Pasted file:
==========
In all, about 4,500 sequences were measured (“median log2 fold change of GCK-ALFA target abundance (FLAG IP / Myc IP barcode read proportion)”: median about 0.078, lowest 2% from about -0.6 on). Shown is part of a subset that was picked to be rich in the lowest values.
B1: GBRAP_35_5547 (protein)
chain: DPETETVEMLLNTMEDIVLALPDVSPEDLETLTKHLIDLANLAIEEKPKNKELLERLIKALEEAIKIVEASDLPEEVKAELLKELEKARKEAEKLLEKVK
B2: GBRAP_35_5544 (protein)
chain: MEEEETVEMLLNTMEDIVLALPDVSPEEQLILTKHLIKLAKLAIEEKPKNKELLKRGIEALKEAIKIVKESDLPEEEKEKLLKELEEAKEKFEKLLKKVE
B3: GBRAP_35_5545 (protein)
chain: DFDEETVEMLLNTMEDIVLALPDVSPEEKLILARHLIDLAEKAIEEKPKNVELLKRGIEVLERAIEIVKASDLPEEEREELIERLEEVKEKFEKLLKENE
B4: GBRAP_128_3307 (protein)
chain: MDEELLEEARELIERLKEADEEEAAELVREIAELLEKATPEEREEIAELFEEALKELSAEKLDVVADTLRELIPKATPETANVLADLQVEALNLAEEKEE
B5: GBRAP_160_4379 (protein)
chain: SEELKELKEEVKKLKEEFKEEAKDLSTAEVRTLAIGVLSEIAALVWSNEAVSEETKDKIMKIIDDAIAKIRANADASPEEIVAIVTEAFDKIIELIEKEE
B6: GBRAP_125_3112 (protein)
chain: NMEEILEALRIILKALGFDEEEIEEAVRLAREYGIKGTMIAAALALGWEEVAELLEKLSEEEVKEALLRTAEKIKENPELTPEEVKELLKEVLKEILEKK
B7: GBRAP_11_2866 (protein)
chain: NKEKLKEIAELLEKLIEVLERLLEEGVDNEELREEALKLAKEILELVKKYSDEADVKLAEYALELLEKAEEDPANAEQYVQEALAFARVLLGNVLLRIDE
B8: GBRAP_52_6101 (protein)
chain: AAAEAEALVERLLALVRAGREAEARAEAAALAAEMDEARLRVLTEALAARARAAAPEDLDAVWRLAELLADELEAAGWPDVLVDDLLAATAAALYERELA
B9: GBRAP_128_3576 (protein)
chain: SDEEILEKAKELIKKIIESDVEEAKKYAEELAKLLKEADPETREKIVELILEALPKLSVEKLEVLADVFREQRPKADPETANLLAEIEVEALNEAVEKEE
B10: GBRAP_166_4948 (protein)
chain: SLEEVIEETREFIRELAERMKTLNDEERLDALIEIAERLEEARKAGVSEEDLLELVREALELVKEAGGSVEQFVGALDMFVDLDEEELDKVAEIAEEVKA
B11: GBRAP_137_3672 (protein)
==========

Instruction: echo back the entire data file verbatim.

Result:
In all, about 4,500 sequences were measured (“median log2 fold change of GCK-ALFA target abundance (FLAG IP / Myc IP barcode read proportion)”: median about 0.078, lowest 2% from about -0.6 on). Shown is part of a subset that was picked to be rich in the lowest values.
B1: GBRAP_35_5547 (protein)
chain: DPETETVEMLLNTMEDIVLALPDVSPEDLETLTKHLIDLANLAIEEKPKNKELLERLIKALEEAIKIVEASDLPEEVKAELLKELEKARKEAEKLLEKVK
B2: GBRAP_35_5544 (protein)
chain: MEEEETVEMLLNTMEDIVLALPDVSPEEQLILTKHLIKLAKLAIEEKPKNKELLKRGIEALKEAIKIVKESDLPEEEKEKLLKELEEAKEKFEKLLKKVE
B3: GBRAP_35_5545 (protein)
chain: DFDEETVEMLLNTMEDIVLALPDVSPEEKLILARHLIDLAEKAIEEKPKNVELLKRGIEVLERAIEIVKASDLPEEEREELIERLEEVKEKFEKLLKENE
B4: GBRAP_128_3307 (protein)
chain: MDEELLEEARELIERLKEADEEEAAELVREIAELLEKATPEEREEIAELFEEALKELSAEKLDVVADTLRELIPKATPETANVLADLQVEALNLAEEKEE
B5: GBRAP_160_4379 (protein)
chain: SEELKELKEEVKKLKEEFKEEAKDLSTAEVRTLAIGVLSEIAALVWSNEAVSEETKDKIMKIIDDAIAKIRANADASPEEIVAIVTEAFDKIIELIEKEE
B6: GBRAP_125_3112 (protein)
chain: NMEEILEALRIILKALGFDEEEIEEAVRLAREYGIKGTMIAAALALGWEEVAELLEKLSEEEVKEALLRTAEKIKENPELTPEEVKELLKEVLKEILEKK
B7: GBRAP_11_2866 (protein)
chain: NKEKLKEIAELLEKLIEVLERLLEEGVDNEELREEALKLAKEILELVKKYSDEADVKLAEYALELLEKAEEDPANAEQYVQEALAFARVLLGNVLLRIDE
B8: GBRAP_52_6101 (protein)
chain: AAAEAEALVERLLALVRAGREAEARAEAAALAAEMDEARLRVLTEALAARARAAAPEDLDAVWRLAELLADELEAAGWPDVLVDDLLAATAAALYERELA
B9: GBRAP_128_3576 (protein)
chain: SDEEILEKAKELIKKIIESDVEEAKKYAEELAKLLKEADPETREKIVELILEALPKLSVEKLEVLADVFREQRPKADPETANLLAEIEVEALNEAVEKEE
B10: GBRAP_166_4948 (protein)
chain: SLEEVIEETREFIRELAERMKTLNDEERLDALIEIAERLEEARKAGVSEEDLLELVREALELVKEAGGSVEQFVGALDMFVDLDEEELDKVAEIAEEVKA
B11: GBRAP_137_3672 (protein)